In the days of yore, bicycle racing started in the latter months of spring. The Yankee Springs Time Trial, Mud, Sweat, and Beers, even Barry-Roubaix had the decency to wait until some, if not most, of the snow had cleared and we all had made the most of a month or two to trim down from our peak ‘winter weight’.
For a half-decade now, fat bike racing has nudged us into action right away. This year, the Short’s Brewing Fat Bike Series offered up not one, not two, well, okay, two chances to drop a wattage bomb in the first month of the year. January sees back-to-back races in the middle of the month, and ideal chance to nab some points ahead of the three remaining races that are staggered throughout February and March.
The new season starts with a new race in the series, Fat and Flurrious in Boyne City. This isn’t the first edition of the race, however, and those who have ridden it in previous years came back raving about the fast, hilly, and almost scenic race that even offers views of Lake Michigan. It’s a lap and time-based event like every other race in the Series, save the Vasa Fat Bike Race, which sees 21 and 42km distances.
Racing flat-out in January can be a bit of a shock to the system, but that might make the first event of the Series one of the best chances at a rider taking a surprise win. Maybe the most interesting factor isn’t who shows up, but if those who do are actually racing on snow. There’s much more white stuff a short drive north in Boyne City, but with hardly a flake in the forecast between now and January 11, it may be a race that mixes more dirt and ice than soft, powdery good stuff.
A week later, fat bike racing returns to Crystal Mountain for one of the original fat bike races in the state. Fat Chance was nearly called “The Inaugural” race due to its timing, just days away from the swearing-in of Barack Obama in 2013. Since it was pointed out that the name would only make sense every four years (thanks, Arianne Whittaker) Fat Chance went with a 70s theme that still survives.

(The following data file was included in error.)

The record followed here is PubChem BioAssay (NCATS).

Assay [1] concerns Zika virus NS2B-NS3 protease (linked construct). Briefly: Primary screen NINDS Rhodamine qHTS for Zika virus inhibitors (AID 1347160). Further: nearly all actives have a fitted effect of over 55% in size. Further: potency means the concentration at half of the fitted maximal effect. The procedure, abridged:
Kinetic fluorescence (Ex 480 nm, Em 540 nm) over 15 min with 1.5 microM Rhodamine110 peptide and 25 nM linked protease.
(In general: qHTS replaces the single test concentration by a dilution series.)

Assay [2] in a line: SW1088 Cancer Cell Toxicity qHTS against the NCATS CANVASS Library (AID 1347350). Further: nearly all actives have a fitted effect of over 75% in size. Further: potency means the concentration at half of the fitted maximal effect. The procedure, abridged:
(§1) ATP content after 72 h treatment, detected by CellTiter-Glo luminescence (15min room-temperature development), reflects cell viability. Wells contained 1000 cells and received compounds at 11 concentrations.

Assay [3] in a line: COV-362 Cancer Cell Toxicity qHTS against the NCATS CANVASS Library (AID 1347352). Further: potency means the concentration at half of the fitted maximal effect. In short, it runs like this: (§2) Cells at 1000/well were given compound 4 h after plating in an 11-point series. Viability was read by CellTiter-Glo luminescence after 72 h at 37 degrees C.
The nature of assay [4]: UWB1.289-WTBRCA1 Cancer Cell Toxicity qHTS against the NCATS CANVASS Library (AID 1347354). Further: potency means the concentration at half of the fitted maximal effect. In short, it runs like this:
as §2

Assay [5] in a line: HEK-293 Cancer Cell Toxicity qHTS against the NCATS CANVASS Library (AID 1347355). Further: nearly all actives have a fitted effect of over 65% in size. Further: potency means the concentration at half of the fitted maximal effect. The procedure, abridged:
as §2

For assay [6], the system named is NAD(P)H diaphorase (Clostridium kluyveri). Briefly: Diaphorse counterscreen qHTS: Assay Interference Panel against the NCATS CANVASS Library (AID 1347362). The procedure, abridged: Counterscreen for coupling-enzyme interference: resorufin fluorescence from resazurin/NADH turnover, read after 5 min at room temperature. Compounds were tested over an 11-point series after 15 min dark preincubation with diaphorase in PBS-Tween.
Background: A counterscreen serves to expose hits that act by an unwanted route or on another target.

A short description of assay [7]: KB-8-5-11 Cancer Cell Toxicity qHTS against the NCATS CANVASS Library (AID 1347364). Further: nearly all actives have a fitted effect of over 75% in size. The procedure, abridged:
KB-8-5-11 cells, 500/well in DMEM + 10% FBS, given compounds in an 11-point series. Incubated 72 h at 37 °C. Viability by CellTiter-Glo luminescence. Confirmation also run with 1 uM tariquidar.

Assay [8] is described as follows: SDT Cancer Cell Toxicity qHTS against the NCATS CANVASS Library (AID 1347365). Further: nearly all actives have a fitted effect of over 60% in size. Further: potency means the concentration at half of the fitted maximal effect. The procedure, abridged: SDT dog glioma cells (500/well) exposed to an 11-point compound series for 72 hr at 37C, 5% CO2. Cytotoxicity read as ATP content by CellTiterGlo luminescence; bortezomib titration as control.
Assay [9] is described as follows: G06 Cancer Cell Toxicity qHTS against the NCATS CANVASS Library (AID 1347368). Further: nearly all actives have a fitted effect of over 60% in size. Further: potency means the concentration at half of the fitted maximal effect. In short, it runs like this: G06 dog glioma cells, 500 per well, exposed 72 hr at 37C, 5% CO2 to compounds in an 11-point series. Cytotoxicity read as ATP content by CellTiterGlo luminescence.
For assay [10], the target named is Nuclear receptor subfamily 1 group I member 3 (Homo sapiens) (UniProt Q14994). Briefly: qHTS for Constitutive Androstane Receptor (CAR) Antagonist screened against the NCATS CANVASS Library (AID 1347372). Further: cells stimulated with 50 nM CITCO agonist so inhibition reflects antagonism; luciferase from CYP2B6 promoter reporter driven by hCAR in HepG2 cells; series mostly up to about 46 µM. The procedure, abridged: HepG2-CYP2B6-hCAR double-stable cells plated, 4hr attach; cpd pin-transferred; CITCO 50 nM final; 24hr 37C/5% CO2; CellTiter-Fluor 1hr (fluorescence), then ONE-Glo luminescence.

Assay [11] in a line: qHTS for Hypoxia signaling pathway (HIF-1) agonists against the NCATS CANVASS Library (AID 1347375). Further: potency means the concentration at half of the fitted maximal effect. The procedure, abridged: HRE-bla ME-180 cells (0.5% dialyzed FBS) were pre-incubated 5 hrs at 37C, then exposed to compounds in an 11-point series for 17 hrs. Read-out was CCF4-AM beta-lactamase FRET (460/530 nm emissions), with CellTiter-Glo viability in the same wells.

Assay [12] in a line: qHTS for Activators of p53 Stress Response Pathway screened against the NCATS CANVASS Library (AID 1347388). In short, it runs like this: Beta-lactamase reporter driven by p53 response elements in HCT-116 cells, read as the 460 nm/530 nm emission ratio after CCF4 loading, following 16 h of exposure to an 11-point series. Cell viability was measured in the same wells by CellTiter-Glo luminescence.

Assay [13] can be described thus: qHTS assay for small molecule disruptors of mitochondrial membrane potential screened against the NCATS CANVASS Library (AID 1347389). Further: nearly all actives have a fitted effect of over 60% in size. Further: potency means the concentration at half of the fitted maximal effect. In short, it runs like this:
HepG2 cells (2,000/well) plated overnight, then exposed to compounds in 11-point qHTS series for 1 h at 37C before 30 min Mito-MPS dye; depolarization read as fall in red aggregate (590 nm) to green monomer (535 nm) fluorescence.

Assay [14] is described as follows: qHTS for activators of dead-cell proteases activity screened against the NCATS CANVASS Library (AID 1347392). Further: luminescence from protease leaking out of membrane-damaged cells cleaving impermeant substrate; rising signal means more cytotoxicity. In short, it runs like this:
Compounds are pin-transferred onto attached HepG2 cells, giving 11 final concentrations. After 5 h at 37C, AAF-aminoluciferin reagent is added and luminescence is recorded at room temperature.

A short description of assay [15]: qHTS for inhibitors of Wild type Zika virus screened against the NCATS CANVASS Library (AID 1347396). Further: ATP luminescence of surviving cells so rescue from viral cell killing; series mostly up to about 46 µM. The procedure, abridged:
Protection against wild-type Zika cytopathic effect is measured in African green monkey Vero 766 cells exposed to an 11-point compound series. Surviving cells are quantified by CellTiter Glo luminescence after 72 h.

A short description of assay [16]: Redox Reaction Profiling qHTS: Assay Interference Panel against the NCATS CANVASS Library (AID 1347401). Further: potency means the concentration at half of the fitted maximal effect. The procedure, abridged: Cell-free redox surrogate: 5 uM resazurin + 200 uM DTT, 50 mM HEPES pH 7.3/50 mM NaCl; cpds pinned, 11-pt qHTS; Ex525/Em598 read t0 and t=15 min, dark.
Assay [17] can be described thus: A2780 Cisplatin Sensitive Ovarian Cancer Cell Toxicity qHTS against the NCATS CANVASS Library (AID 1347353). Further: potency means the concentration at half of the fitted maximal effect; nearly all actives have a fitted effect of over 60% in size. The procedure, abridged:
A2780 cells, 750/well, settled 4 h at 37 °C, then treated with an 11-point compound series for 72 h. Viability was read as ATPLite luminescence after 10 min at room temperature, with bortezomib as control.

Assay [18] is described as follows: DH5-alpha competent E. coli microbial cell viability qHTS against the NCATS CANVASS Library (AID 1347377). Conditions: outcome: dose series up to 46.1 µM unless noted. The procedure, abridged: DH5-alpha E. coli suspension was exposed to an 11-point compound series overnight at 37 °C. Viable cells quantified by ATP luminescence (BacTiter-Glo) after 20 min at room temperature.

The 2020 edition sees another reprisal of the original course, except for the treacherous and icy road section that didn’t exactly delight racers. Instead, the Otter Loop offers fast, flat, criterium-style racing with just enough singletrack to make a difference. It’s a course that rewards raw power, something that suits near-perpetual winner Jorden Wakekely, but has also seen big riders like Sunset Scott, Sean Kickbush, and Nick Wierzba dominate affairs after a chaotic opening ten minutes.
Again, weather could make a huge difference in how the race shakes out. Fat Chance has seen it all over the past seven years, ranging from sub-zero blizzards that closed down M-115 to balmy, 50+ degree slush races where a good portion of the field took the start line with bare legs.
Of course, that’s sort of what makes fat biking so exciting. With snow, or even with the lack of it, anything can happen, and that opens up all sorts of unexpected results and conditions. If you don’t show up prepared for whatever, you’re just not prepared. The changing, dynamic lack of winter could actually to a lot to make all five races in the Series more exciting, with the best riders having to perform well on grass, dirt, ice, and, inevitably, the cold and snow that will happen at some point. It’s Michigan; we’re going to see snow, folks.